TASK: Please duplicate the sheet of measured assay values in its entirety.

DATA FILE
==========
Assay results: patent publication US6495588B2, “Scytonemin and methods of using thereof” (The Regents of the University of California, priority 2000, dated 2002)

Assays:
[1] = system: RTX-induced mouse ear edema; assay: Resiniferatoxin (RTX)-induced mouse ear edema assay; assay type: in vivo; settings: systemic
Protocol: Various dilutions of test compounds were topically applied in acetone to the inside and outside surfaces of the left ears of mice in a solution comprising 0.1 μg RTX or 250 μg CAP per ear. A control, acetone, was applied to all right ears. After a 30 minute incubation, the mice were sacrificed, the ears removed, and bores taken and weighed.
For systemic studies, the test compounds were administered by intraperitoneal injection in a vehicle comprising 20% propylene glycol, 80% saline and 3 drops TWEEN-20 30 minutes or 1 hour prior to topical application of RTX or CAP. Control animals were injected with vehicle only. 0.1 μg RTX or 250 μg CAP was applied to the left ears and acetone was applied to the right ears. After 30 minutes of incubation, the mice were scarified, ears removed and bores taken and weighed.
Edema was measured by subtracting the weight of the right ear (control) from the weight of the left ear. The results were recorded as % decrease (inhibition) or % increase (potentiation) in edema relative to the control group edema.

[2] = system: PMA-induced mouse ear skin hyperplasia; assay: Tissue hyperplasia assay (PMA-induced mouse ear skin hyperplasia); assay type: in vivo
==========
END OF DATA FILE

Assay results: patent publication US6495588B2, “Scytonemin and methods of using thereof” (The Regents of the University of California, priority 2000, dated 2002)

Assays:
[1] = system: RTX-induced mouse ear edema; assay: Resiniferatoxin (RTX)-induced mouse ear edema assay; assay type: in vivo; settings: systemic
Protocol: Various dilutions of test compounds were topically applied in acetone to the inside and outside surfaces of the left ears of mice in a solution comprising 0.1 μg RTX or 250 μg CAP per ear. A control, acetone, was applied to all right ears. After a 30 minute incubation, the mice were sacrificed, the ears removed, and bores taken and weighed.
For systemic studies, the test compounds were administered by intraperitoneal injection in a vehicle comprising 20% propylene glycol, 80% saline and 3 drops TWEEN-20 30 minutes or 1 hour prior to topical application of RTX or CAP. Control animals were injected with vehicle only. 0.1 μg RTX or 250 μg CAP was applied to the left ears and acetone was applied to the right ears. After 30 minutes of incubation, the mice were scarified, ears removed and bores taken and weighed.
Edema was measured by subtracting the weight of the right ear (control) from the weight of the left ear. The results were recorded as % decrease (inhibition) or % increase (potentiation) in edema relative to the control group edema.

[2] = system: PMA-induced mouse ear skin hyperplasia; assay: Tissue hyperplasia assay (PMA-induced mouse ear skin hyperplasia); assay type: in vivo